The art of mindful relating, with horses or humans, involves some essential capacities to expand or skills to practice. You can become a human whisperer with a slight pivot, changing your approach to relating in some simple but profoundly effective ways:

1. Assume there is a story. Everyone has a story, good or bad. Be prepared to look for it so you can get to know what others have walked through and who they are.

2. Lighten your touch. Horses love the soft feel of our hands. It turns out people don’t like it if you knock down the door of their spirit and come crashing in. In this Age of Vulnerability, we really need to respect, honor, and learn how to soften and slow down our approach in relationship.

3. Keep a curious mindset. Listening carefully and observing goes a long way. But when we take personally what we see or take too much responsibility for other people’s stories, we can no longer see them accurately. It’s called projection and it’s a huge problem for humans. Allowing others to have a separate but relevant experience in the world without inserting ourselves is one of the kindest relational moves we can make.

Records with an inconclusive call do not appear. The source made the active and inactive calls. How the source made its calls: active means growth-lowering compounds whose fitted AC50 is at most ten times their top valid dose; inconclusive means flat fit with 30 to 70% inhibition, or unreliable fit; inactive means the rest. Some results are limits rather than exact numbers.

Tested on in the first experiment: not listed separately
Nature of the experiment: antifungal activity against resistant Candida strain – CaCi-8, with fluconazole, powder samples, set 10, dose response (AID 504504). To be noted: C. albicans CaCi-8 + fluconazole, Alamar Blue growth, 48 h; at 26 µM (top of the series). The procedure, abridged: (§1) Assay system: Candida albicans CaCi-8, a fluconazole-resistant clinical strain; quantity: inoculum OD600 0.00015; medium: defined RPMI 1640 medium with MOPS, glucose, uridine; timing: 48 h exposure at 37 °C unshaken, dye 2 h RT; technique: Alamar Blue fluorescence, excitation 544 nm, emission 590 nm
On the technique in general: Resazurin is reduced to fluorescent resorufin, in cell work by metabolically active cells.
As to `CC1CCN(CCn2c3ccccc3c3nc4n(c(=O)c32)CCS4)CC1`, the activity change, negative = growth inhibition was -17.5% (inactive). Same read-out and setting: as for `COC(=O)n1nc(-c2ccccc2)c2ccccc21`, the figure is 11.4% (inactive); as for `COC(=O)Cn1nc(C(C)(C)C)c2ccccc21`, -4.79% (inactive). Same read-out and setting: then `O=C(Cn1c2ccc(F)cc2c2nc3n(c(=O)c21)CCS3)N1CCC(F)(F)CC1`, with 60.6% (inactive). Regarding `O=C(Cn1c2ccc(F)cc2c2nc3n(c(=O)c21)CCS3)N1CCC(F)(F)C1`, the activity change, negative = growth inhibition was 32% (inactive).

4. Be patient. People may need to show you or tell you their story many times. Making meaning of our experiences is unique to our human mind and it’s how we process who we are. It’s how we learn and how we heal. Listening without judgment and without trying to fix allows others to feel seen without feeling broken.

5. Slow down and be quiet. It’s simply impossible to increase our awareness of ourselves or our relationships if we are too busy, allowing too much noise or stimulation into our lives, or moving too quickly. Horses are great role models for setting a wise pace. They graze for 20 hours per day. It’s a slow and steady and peaceful progression through the world. If you watched a movie of your life, you would want to cry at how fast your pace is. Most people are shocked when they are finally able to slow down. Our worlds are full of amazing moments all day long. And, when we change our pace, we’re able to experience those moments, have a deeper connection to ourselves, and we can be much more available to relate more intentionally with the world of living things around us.